BRCA1/2 genetic testing, family communication, genetic counseling, genetic risk communication, indeterminate negative test results, precision medicine


Genetic test results have important implications for close family members. Indeterminate negative results are the most common outcome of BRCA1/2 muta-tion testing. Little is known about family members' understanding of indeterminate negative BRCA1/2 test results. The purpose of this mixed-methods study was to in-vestigate how daughters and sisters received and understood genetic test results as shared by their mothers or sisters. Participants included 81 women aged 40–74 with mothers or sisters previously diagnosed with breast cancer and who received inde-terminate negative BRCA1/2 test results. Participants had never been diagnosed with breast cancer nor received their own genetic testing or counseling. This Institutional Review Board-approved study utilized semi-structured interviews and surveys. Descriptive coding with theme development was used during qualitative analysis. Participants reported low amounts of information shared with them. Most women described test results as negative and incorrectly interpreted the test to mean there was no genetic component to the pattern of cancer in their families. Only seven of 81 women accurately described test results consistent with the meaning of an inde-terminate negative. Our findings demonstrate that indeterminate negative genetic test results are not well understood by family members. Lack of understanding may lead to an inability to effectively communicate results to primary care providers and missed opportunities for prevention, screening, and further genetic testing. Future research should evaluate acceptability and feasibility of providing family members letters they can share with their own primary care providers.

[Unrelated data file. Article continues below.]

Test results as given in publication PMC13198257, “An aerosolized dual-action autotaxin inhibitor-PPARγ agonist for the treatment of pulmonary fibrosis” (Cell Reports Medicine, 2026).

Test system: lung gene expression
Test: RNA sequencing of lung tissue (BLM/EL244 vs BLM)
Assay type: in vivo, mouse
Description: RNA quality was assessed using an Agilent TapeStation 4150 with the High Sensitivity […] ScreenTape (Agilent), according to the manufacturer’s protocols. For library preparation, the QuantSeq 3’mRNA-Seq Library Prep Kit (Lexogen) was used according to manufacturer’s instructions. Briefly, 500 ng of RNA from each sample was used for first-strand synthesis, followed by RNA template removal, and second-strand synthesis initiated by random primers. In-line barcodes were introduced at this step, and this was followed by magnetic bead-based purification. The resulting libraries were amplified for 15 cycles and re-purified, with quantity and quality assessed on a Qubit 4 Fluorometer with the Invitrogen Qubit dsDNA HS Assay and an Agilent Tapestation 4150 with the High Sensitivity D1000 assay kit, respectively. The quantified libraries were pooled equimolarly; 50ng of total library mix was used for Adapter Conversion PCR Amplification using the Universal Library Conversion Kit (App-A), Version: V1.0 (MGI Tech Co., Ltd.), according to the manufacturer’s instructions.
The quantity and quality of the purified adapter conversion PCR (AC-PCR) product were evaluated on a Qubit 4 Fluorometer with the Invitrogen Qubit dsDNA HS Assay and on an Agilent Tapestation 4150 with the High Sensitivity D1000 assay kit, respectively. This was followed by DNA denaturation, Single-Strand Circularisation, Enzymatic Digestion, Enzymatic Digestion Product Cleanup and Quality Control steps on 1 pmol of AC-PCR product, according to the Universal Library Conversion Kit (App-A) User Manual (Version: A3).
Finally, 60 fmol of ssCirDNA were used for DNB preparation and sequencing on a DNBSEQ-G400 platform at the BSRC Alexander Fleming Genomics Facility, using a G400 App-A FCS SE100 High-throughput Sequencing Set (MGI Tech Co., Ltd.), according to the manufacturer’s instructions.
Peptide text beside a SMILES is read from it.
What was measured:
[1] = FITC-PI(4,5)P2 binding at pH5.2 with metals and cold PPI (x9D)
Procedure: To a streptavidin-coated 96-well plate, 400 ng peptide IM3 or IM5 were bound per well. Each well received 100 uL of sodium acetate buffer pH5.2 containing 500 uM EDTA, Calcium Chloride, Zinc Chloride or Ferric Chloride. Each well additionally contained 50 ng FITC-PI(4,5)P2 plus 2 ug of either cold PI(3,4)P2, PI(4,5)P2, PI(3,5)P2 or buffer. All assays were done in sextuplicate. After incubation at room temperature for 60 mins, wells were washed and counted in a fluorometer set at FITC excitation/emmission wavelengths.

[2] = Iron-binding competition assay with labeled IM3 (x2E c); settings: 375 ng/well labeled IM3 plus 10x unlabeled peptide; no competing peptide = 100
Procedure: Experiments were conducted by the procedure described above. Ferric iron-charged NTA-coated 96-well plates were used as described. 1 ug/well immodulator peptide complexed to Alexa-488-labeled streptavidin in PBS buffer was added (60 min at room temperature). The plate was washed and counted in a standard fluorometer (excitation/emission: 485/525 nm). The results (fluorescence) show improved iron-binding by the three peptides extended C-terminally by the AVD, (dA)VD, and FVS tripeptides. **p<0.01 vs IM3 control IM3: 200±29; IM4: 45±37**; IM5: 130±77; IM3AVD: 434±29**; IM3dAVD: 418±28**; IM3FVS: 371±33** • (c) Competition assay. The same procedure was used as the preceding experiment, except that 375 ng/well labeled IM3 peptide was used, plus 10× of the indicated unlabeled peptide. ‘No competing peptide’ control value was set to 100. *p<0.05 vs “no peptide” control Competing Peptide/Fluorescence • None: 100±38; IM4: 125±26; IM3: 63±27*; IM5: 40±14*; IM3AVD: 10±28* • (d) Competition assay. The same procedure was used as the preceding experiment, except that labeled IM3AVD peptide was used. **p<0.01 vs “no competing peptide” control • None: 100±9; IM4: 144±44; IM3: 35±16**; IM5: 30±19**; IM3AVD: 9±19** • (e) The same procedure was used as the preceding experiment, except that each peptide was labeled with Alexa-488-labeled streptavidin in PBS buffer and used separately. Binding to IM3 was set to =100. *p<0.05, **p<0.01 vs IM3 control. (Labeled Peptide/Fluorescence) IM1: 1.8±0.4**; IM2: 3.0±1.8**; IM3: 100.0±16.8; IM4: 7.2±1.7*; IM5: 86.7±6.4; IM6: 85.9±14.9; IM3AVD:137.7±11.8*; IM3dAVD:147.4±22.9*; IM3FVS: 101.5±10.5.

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Peer-Reviewed Article

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Family, Home, and Social Sciences



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Psychology Commons